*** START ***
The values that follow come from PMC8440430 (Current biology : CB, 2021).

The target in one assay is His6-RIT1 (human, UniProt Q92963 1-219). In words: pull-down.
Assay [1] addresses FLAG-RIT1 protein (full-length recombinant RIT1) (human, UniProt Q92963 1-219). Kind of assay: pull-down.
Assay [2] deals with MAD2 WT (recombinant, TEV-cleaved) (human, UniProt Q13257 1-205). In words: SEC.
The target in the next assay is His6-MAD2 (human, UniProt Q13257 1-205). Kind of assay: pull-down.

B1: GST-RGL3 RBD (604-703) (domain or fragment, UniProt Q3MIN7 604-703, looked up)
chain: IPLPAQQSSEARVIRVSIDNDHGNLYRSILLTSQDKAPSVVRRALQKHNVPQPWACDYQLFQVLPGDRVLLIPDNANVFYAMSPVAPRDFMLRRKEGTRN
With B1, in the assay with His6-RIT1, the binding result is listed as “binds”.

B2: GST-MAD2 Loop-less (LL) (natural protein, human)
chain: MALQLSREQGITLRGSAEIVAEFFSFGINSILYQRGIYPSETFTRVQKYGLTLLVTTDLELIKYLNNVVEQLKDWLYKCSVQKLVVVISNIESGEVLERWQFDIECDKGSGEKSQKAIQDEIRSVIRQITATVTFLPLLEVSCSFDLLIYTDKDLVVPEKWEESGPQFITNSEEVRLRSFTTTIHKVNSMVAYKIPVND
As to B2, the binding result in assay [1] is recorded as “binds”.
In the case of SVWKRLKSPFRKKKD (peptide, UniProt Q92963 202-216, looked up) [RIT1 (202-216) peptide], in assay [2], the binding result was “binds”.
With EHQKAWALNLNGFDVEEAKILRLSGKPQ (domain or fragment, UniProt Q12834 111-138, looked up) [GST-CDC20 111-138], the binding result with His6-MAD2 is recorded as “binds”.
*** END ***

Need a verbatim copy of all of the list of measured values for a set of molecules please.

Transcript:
The values that follow come from PMC8440430 (Current biology : CB, 2021).

The target in one assay is His6-RIT1 (human, UniProt Q92963 1-219). In words: pull-down.
Assay [1] addresses FLAG-RIT1 protein (full-length recombinant RIT1) (human, UniProt Q92963 1-219). Kind of assay: pull-down.
Assay [2] deals with MAD2 WT (recombinant, TEV-cleaved) (human, UniProt Q13257 1-205). In words: SEC.
The target in the next assay is His6-MAD2 (human, UniProt Q13257 1-205). Kind of assay: pull-down.

B1: GST-RGL3 RBD (604-703) (domain or fragment, UniProt Q3MIN7 604-703, looked up)
chain: IPLPAQQSSEARVIRVSIDNDHGNLYRSILLTSQDKAPSVVRRALQKHNVPQPWACDYQLFQVLPGDRVLLIPDNANVFYAMSPVAPRDFMLRRKEGTRN
With B1, in the assay with His6-RIT1, the binding result is listed as “binds”.

B2: GST-MAD2 Loop-less (LL) (natural protein, human)
chain: MALQLSREQGITLRGSAEIVAEFFSFGINSILYQRGIYPSETFTRVQKYGLTLLVTTDLELIKYLNNVVEQLKDWLYKCSVQKLVVVISNIESGEVLERWQFDIECDKGSGEKSQKAIQDEIRSVIRQITATVTFLPLLEVSCSFDLLIYTDKDLVVPEKWEESGPQFITNSEEVRLRSFTTTIHKVNSMVAYKIPVND
As to B2, the binding result in assay [1] is recorded as “binds”.
In the case of SVWKRLKSPFRKKKD (peptide, UniProt Q92963 202-216, looked up) [RIT1 (202-216) peptide], in assay [2], the binding result was “binds”.
With EHQKAWALNLNGFDVEEAKILRLSGKPQ (domain or fragment, UniProt Q12834 111-138, looked up) [GST-CDC20 111-138], the binding result with His6-MAD2 is recorded as “binds”.